Gerhard von Scharnhorst: Private und dienstliche Schriften. Bd. 2: Stabschef und Reformer (Kurhannover 1795-1801). Hrsg. v. Johannes Kunisch. Bearbeitet v. Michael Sikora und Tilman Stieve (= Veröffentlichungen aus den Archiven Preußischer Kulturbesitz; Bd. 52,2), Köln / Weimar / Wien: Böhlau 2003, XXI + 858 S., ISBN 978-3-412-16800-1, EUR 99,00
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This second of five projected volumes of the Scharnhorst Nachlass is an example of German scholarship at its best. The documents are impeccably presented, painstakingly edited, and comprehensively annotated. They offer a definitive insight into Scharnhorst's emergence as a leading German military theorist during his final years in Hanoverian service, before transferring to the Prussian army in 1801.
The work is divided into two major sections. The first covers his service from 1795 to 1798 on the staff of the Observation Corps; the second addresses his efforts to reform the Hannoverian army at the turn of the century. The documents highlight Scharnhorst's understanding of detail as well as his understanding of the wider military issues generated by the French Revolution. His analyses of potential operational positions in the Electorate reflected fingertip mastery of its military geography. He recommended the introduction of annual maneuvers in the style of Frederick the Great, reconfigured to Hannoverian specifics. He addressed such issues as military mapmaking, reform of the artillery, and the merits of organizing armies into combined-arms divisions along French lines. He described how to integrate skirmishing, a central aspect of the French way of war, into the structure of Hannover's relatively small professional army.
In these and similar cases Scharnhorst approached subjects comprehensively. He combined recommendations for such minor problems as the proper outfitting of a cannon (down to the grease bucket!); with discussions of how such proposed innovations as sharpshooters could be integrated into existing drill and tactics; with discussions of how the changes would improve the army's military effectiveness.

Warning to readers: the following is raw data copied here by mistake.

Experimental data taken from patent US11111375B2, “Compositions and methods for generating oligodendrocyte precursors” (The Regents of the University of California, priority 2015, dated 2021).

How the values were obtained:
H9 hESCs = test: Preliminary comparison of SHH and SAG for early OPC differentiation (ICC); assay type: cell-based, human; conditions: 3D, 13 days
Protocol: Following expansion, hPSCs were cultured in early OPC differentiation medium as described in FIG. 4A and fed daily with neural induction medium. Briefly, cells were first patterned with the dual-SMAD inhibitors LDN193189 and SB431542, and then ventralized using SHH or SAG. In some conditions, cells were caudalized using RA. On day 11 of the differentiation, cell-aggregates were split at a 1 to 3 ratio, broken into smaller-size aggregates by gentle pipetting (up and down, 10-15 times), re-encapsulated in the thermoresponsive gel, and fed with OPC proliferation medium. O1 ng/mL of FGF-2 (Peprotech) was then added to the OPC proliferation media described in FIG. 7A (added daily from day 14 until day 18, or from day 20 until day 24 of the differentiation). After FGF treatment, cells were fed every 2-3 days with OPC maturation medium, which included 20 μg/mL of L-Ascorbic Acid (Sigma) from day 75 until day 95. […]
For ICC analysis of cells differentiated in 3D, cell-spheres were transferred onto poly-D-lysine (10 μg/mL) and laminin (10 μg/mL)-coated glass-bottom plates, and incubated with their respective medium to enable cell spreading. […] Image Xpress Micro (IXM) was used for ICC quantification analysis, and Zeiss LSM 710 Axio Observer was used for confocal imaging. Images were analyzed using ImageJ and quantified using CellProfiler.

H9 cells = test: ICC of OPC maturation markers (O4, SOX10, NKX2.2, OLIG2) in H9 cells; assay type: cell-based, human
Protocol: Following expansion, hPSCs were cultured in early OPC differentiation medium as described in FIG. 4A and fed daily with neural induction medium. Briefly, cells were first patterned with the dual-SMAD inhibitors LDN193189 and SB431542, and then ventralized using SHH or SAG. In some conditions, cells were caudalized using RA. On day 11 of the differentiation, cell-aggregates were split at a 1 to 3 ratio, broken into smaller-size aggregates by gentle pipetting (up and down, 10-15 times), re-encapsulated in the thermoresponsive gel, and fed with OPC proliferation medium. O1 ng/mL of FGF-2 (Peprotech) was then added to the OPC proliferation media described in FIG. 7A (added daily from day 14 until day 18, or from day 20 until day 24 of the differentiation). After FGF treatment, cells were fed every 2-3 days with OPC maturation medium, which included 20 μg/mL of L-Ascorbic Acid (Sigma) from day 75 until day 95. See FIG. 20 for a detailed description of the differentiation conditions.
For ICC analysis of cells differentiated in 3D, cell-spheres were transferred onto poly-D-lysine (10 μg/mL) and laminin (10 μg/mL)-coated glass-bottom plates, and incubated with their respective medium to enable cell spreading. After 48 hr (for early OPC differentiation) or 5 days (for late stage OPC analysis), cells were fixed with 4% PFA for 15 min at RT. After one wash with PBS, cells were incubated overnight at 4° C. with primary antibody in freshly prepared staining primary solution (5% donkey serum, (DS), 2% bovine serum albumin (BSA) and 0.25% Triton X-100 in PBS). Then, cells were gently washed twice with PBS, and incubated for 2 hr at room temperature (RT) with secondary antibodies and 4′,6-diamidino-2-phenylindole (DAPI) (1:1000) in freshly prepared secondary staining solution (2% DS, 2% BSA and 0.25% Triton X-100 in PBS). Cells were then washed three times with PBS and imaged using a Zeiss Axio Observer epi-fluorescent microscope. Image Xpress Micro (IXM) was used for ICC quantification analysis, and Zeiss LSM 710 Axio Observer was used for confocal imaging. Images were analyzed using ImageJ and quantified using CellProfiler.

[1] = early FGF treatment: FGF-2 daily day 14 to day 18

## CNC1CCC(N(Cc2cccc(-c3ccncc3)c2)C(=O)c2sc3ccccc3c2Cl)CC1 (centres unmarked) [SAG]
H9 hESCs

Suggestive of Scharnhorst's later career in Prussia was his commitment to building on existing institutions, projecting change as a gradual prospect implemented from within, by co-opting adherents of the old ways as opposed to confronting them. He justified the introduction of horse artillery on the French model in part by explaining how useful the horses would be as well to the drill of the heavy batteries. When he discussed the importance of initiative and flexibility in higher officers, he acknowledged the likely persistence of seniority as the normal principle of promotion, and discussed possible alternatives within the system.
Scharnhorst's work in these years was in many respects a miniaturized forerunner of his innovations in Prussia after 1807. Despite his growing influence, however, his prospects in Hannover were significantly limited. The Electorate's domestic politics, for example, kept him from bridging the gap that existed between the first-line professional army and the militia that was its backup - a dichotomy he subsequently took pains to overcome in organizing the Prussian Landwehr. Hannover's Estates kept such tight control of the purse strings that even in the face of an obviously developing French threat, it became necessary to reduce the army's size. Most of the changes Scharnhorst was able to introduce involved relatively minor details of organization and tactics.
It was scarcely surprising that he sought wider opportunities. Transferring from one army to another was a common practice in eighteenth-century Germany; transferring from a regional power like Hannover to a great power like Prussia or Austria had for a professional soldier the same cachet as a contemporary footballer's moving from a local Verein to the Bundesliga. As early as the summer of 1797 Scharnhorst was negotiating the move, which foundered temporarily on his attachment to Hannover. Nor, at this stage, did a Prussian army still convinced of its own superiority at all levels of war offer promising prospects for an officer who increasingly perceived himself as a reformer in the broadest and the truest senses of the word.
The high quality of the main text is enhanced by an appendix incorporating brief biographies of Scharnhorst's principal associates; and by a glossary of contemporary military and civilian specialist terms invaluable for clarifying frequently obscure technical jargon. This is a work for specialists. General readers will become lost almost immediately in the thickets of detail. But specialists in the wars of the French Revolution and their impact across the Rhine will find the book is invaluable even at the price.
Dennis E. Showalter